Here you see the pulley that’s the tensioner.  The nut in the circle is where you’ll put your socket wrench and turn counter clockwise.  The nut wont actually turn because it’s not a nut it’ll just move the whole pulley to the left which will allow you to slide the belt off the tensioner.  Look below.

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Here you see the belt already off the tensioner.  Now you can go back to the alternator and slide the belt off the pulley on the alternator.

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Once the belt is off the alternator pulley you can start removing the electrical connections to the alternator.  WARNING again remember to remove the battery connectors before messing with those connections.  I’m sure you understand WE ARE NOT RESPONSIBLE FOR BONE HEAD MISTAKES.  You take full responsibility for fucking around with your car…..alright now that that’s done with.  Lets move on.

IMG_2786-2

Remove the black cap on one of the nuts and put it somewhere safe.  You’ll be putting it back after replacing the voltage regulator.

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Now, loosen and remove the two nuts marked on the picture and disconnect the electronic connector on the bottom left of the alternator.  That’s all you’ll have to worry about here.  Now you’ll move on to remove the screws that hold it in place.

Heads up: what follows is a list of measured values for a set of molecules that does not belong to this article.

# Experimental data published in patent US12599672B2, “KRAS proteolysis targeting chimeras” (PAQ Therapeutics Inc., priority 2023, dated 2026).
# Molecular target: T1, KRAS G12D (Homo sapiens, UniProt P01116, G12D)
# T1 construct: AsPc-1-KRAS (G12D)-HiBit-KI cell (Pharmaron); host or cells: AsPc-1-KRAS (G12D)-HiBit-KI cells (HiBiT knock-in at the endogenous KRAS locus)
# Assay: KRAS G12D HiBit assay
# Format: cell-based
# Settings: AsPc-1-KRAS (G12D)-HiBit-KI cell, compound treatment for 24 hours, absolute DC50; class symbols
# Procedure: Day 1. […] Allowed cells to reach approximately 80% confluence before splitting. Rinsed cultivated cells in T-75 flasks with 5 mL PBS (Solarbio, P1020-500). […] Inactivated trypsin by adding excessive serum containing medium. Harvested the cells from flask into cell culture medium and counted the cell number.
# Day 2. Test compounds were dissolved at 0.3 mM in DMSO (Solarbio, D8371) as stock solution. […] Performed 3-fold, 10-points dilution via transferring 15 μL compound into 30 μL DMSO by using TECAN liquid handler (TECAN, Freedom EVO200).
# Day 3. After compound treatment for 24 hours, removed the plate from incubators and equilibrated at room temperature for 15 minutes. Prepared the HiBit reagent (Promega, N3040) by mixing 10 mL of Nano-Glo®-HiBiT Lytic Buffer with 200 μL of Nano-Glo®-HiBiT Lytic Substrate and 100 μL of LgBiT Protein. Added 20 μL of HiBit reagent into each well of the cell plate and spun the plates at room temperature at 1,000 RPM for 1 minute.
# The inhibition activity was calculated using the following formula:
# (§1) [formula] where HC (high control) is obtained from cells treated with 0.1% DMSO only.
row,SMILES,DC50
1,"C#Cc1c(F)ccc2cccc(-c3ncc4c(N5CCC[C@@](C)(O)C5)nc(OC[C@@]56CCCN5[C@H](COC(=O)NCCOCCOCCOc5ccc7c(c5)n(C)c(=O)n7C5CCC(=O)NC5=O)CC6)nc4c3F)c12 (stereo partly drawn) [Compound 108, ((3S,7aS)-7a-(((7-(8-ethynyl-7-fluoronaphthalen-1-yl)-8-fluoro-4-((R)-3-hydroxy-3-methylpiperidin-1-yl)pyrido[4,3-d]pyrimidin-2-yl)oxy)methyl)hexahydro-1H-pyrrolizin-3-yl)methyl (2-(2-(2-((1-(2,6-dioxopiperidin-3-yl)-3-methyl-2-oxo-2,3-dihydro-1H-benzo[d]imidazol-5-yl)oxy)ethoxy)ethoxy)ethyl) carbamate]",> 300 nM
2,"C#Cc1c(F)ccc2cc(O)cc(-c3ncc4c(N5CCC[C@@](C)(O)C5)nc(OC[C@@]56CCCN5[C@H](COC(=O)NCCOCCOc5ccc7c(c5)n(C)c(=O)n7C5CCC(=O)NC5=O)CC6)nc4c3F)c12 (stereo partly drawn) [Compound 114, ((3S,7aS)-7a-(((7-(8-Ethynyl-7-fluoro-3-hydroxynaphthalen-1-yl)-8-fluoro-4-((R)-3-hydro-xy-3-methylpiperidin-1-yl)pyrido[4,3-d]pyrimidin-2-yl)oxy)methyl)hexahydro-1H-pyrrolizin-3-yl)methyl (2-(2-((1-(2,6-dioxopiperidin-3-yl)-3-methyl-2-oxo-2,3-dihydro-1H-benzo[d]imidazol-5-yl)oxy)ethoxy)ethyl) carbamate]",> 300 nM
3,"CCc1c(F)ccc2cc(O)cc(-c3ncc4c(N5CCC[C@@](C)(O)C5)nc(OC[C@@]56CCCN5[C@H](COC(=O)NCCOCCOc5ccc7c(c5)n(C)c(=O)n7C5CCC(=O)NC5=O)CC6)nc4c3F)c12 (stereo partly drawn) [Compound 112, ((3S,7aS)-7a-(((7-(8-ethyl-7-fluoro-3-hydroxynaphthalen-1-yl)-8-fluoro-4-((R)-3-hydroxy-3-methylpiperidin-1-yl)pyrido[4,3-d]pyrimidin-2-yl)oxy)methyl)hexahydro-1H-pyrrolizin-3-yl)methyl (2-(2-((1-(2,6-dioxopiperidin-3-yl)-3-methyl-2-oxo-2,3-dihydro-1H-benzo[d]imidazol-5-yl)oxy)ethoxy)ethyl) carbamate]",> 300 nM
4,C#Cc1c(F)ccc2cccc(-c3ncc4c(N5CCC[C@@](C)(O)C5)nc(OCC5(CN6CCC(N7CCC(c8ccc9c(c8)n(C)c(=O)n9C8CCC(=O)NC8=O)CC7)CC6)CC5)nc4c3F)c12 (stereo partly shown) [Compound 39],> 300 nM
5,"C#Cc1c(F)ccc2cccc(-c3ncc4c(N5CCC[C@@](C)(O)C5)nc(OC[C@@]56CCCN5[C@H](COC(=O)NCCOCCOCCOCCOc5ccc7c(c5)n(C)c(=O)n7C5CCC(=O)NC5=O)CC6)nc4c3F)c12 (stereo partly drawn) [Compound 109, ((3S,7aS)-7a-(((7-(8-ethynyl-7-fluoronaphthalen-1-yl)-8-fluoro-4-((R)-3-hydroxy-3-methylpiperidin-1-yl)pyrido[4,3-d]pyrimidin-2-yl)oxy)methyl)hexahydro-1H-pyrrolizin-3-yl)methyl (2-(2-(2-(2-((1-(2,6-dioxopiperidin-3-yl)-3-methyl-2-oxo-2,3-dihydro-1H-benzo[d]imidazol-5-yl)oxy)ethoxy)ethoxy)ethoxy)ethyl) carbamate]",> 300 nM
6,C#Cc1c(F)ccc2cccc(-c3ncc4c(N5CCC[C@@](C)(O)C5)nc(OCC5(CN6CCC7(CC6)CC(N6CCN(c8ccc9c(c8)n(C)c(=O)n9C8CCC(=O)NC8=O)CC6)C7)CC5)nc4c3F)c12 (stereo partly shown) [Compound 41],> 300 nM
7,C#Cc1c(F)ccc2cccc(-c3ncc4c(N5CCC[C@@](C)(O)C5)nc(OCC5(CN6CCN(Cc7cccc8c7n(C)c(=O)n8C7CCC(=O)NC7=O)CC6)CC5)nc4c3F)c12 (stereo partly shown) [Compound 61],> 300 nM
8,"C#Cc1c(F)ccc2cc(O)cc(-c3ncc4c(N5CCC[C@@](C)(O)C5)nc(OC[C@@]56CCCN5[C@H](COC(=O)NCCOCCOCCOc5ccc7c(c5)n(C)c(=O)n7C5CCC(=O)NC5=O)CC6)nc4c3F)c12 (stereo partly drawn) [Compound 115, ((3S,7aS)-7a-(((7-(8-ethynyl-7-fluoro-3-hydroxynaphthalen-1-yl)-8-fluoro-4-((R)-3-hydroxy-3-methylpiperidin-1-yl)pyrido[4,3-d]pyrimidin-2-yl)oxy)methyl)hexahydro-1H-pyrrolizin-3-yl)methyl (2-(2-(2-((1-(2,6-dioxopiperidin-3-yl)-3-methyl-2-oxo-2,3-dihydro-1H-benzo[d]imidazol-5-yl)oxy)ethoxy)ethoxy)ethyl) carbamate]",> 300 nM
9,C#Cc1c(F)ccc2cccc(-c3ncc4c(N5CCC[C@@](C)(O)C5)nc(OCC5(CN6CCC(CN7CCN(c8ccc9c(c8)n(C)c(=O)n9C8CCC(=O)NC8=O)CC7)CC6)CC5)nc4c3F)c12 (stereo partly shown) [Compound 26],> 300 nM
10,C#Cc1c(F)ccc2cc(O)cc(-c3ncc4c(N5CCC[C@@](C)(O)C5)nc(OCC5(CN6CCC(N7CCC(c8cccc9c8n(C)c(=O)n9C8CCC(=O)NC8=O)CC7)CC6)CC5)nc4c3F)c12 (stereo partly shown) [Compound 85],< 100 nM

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Here’s the image with the nuts off.

IMG_2790

The top screw is not problem, it’s easy to access and remove.  Just be careful to not sure a tool that’s to long and damage your radiator   Keep in mind those are not regular bolt heads.  They’re the star type.  You will need a set of Torx sockets.  The bottom one is a bit more fun to remove.  Lets keep going.

IMG_2792-2

It’s tough to photograph this sucker while it’s screwed in but this should give you a good idea of where to find it.  Unscrew it all the way and slide it all the way out. You’ll notice that there’s a sort of fitting that the screw goes through to fasten back in.  Keep those two in mind, we’ll talk about those again, soon.

For now you’re going to have to carefully wiggle the alternator out of the space it’s in.  It shouldn’t just fall out when you take the bolts out.  In my case it took a bit of working it to get it out.  Damn, all this trouble for a little $50 buck voltage regulator.

Let’s get to work on that bad boy.

Once it’s off here’s what you’ll have.  Pretty scary huh.  Not really it’s actually a lot simpler than you think.  Here’s what you’ll do.

IMG_2795-2

Remove the two nuts and the screw that keeps that plastic protector plate.  Make sure to use the correct size tools.  You don’t want to mess up those three pieces.

IMG_2796-2